It’s become the common refrain in numerous news reports around the country—Republicans are simply using the Marriage Protection Amendment as an election-year ploy to get voters to back GOP candidates in the fall.
After all, state initiatives to ban same-sex marriage had people flocking to the polls in a previous election cycle.
But, in the interests of fairness, isn’t it reasonable to question the political posturing from the “other side of the aisle” in the marriage debate? After all, if Republicans could, theoretically, use the marriage issue to shore up their base, couldn’t Democrats, too?
For decades now, gay activists have been part of the core of the Democratic Party. When Democrats talk about diversity, they are not simply speaking about skin color. National Democratic leaders, in fact, routinely invoke “gay pride” in their attempt to pander to people who want government validation for their lifestyle—a lifestyle that, in the end, can lead to a myriad of tragic consequences: STDs, alcohol and drug abuse, suicide attempts.
Legalizing same-sex marriage will not end the vicious cycle of desperation and depression which, as a number of ex-gays readily attest, often accompany the ironically-termed “gay life.” Rather than building healthy families, the legal recognition of same-sex marriage will only further erode the stability of our communities.
As President Bush stated in his weekly radio address, “Ages of experience have taught us that the commitment of a husband and wife to love and to serve one another promotes the welfare of children and the stability of society. Government, by recognizing and protecting marriage, serves the interests of all.”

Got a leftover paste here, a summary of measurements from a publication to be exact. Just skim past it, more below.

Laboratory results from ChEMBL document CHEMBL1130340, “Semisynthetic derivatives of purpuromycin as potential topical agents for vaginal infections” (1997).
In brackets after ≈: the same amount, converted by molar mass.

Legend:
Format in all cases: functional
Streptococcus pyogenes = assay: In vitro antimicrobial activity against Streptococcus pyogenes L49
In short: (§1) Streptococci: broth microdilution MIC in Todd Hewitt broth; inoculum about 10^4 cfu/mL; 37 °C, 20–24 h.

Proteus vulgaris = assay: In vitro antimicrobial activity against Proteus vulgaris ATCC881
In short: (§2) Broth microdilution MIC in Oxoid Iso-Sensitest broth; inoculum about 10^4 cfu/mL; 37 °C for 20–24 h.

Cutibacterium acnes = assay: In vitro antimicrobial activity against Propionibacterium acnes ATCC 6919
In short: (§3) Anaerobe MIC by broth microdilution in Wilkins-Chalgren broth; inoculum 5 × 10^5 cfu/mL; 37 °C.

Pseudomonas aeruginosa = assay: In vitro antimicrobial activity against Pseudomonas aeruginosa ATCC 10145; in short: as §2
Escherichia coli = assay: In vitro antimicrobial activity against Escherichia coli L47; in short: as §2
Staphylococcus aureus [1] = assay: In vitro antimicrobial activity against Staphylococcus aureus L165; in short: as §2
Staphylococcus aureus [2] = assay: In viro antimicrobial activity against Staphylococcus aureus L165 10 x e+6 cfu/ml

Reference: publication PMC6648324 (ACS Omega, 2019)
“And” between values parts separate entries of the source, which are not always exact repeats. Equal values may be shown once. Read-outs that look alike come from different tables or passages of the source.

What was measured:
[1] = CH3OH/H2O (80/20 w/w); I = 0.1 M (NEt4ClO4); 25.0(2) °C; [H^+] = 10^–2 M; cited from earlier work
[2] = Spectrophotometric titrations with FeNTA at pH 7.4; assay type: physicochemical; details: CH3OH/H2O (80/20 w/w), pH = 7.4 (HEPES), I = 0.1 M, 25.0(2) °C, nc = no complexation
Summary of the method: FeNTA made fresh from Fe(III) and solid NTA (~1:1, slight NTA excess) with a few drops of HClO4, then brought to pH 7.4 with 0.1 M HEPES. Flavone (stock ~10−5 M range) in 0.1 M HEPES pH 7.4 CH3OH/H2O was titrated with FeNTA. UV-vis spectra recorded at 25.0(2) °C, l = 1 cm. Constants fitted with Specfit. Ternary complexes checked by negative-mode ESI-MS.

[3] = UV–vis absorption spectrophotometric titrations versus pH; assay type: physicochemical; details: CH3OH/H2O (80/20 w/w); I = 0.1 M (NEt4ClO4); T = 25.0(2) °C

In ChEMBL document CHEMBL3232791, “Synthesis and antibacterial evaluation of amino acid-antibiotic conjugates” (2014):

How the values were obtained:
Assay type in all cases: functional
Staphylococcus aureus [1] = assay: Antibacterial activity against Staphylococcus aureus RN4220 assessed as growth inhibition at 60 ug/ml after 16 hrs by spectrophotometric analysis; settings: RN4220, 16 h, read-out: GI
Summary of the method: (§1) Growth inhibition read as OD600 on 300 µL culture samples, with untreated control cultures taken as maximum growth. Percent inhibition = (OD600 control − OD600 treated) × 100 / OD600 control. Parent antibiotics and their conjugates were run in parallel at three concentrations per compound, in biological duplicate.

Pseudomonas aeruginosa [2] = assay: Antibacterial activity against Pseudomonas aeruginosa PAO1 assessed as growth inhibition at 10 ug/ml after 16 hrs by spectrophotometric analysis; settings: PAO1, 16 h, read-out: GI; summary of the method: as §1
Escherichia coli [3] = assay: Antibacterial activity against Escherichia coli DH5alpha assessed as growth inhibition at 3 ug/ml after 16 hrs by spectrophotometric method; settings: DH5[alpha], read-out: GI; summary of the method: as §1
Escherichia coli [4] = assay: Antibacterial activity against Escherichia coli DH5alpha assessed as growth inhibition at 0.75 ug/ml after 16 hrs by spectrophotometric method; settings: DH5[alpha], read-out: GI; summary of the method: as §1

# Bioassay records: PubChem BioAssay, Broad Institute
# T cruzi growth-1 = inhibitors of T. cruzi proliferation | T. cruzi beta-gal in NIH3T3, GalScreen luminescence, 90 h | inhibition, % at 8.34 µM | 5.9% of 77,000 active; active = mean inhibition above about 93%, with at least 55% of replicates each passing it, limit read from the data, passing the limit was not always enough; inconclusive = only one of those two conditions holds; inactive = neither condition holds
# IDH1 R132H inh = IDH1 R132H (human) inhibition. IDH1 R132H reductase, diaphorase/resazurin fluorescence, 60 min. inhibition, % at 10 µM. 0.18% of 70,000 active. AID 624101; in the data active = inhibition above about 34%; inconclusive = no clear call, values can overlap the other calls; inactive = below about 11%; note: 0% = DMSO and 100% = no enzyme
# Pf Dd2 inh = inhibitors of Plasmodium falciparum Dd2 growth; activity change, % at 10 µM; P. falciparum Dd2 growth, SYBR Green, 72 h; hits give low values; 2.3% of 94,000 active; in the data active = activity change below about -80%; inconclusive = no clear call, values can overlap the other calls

And that’s the critical point here—serving the interests of all. For years, the Democratic Party has been sacrificing the interests of ordinary Americans in the name of protecting special interest groups. These groups have included not only activists with a radical gay agenda, but also so-called “women’s rights” activists who have attempted to legitimize the killing of the most defenseless members of society—unborn children. Democratic Party kingpins have also pandered to people who have attempted to increase the racial divide, sanctioning discrimination when it served their political interests. In today’s world, highly-qualified people can be rejected for jobs simply because of their skin color, under the guise of “affirmative action.”
In a statement indicative of Democratic double-speak, Sen. Teddy Kennedy of Massachusetts said, “A vote for this (marriage) amendment is a vote for bigotry pure and simple.” For the government to say that marriage should be safeguarded as a union of a man and a woman is not bigotry. It’s common sense. It’s also an attempt to protect order in an increasingly disordered world.
The mayor of San Francisco—the hub of the gay-rights movement—has had the audacity to say that the defense of marriage is a Republican attempt to placate evangelical Christians. As if a mayor who issues marriage licenses to gay couples in a city considered to be the center of “gay power” is not pandering to his “core constituency.”
The effort to protect marriage is not a political move. The traditional family is the strength of America. The family has given us Presidents and prelates, statesmen and scientists, diplomats and doctors. It is in the family that we first learn how to think…how to speak…and how to behave. Granted, there are so many tragic cases of families in turmoil today, but it is not the institution of marriage that is to blame.
Traditional marriage is, in fact, America’s best hope for keeping our society secure, our neighborhoods at peace, and our children safe from harm. Without marriage, we might as well put away the American flag and replace it with the white flag of surrender.
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